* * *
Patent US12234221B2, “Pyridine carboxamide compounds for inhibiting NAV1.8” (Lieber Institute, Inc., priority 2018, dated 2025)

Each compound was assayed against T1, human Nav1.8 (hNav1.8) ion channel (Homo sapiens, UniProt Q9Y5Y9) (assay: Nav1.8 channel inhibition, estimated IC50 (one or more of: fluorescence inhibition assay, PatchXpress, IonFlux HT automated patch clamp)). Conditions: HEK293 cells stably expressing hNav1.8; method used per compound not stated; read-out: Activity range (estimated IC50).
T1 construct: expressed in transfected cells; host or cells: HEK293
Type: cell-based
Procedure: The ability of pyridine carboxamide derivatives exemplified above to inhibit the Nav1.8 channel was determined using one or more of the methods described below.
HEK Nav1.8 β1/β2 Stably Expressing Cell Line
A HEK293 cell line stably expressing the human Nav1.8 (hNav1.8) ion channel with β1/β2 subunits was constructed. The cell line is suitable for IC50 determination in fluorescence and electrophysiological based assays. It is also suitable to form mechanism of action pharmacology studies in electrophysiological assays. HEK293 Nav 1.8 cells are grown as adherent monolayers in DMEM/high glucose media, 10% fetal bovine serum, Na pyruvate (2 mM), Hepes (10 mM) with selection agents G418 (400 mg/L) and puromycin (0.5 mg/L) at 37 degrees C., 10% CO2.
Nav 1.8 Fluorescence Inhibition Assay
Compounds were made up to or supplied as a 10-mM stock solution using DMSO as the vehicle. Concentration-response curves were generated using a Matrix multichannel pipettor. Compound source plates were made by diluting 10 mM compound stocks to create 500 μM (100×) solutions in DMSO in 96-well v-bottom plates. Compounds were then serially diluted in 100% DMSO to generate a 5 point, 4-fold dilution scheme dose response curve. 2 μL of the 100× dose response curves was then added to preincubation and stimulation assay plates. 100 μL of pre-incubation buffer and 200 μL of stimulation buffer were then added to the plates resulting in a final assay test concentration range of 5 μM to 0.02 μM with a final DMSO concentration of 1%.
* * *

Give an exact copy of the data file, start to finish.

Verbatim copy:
Patent US12234221B2, “Pyridine carboxamide compounds for inhibiting NAV1.8” (Lieber Institute, Inc., priority 2018, dated 2025)

Each compound was assayed against T1, human Nav1.8 (hNav1.8) ion channel (Homo sapiens, UniProt Q9Y5Y9) (assay: Nav1.8 channel inhibition, estimated IC50 (one or more of: fluorescence inhibition assay, PatchXpress, IonFlux HT automated patch clamp)). Conditions: HEK293 cells stably expressing hNav1.8; method used per compound not stated; read-out: Activity range (estimated IC50).
T1 construct: expressed in transfected cells; host or cells: HEK293
Type: cell-based
Procedure: The ability of pyridine carboxamide derivatives exemplified above to inhibit the Nav1.8 channel was determined using one or more of the methods described below.
HEK Nav1.8 β1/β2 Stably Expressing Cell Line
A HEK293 cell line stably expressing the human Nav1.8 (hNav1.8) ion channel with β1/β2 subunits was constructed. The cell line is suitable for IC50 determination in fluorescence and electrophysiological based assays. It is also suitable to form mechanism of action pharmacology studies in electrophysiological assays. HEK293 Nav 1.8 cells are grown as adherent monolayers in DMEM/high glucose media, 10% fetal bovine serum, Na pyruvate (2 mM), Hepes (10 mM) with selection agents G418 (400 mg/L) and puromycin (0.5 mg/L) at 37 degrees C., 10% CO2.
Nav 1.8 Fluorescence Inhibition Assay
Compounds were made up to or supplied as a 10-mM stock solution using DMSO as the vehicle. Concentration-response curves were generated using a Matrix multichannel pipettor. Compound source plates were made by diluting 10 mM compound stocks to create 500 μM (100×) solutions in DMSO in 96-well v-bottom plates. Compounds were then serially diluted in 100% DMSO to generate a 5 point, 4-fold dilution scheme dose response curve. 2 μL of the 100× dose response curves was then added to preincubation and stimulation assay plates. 100 μL of pre-incubation buffer and 200 μL of stimulation buffer were then added to the plates resulting in a final assay test concentration range of 5 μM to 0.02 μM with a final DMSO concentration of 1%.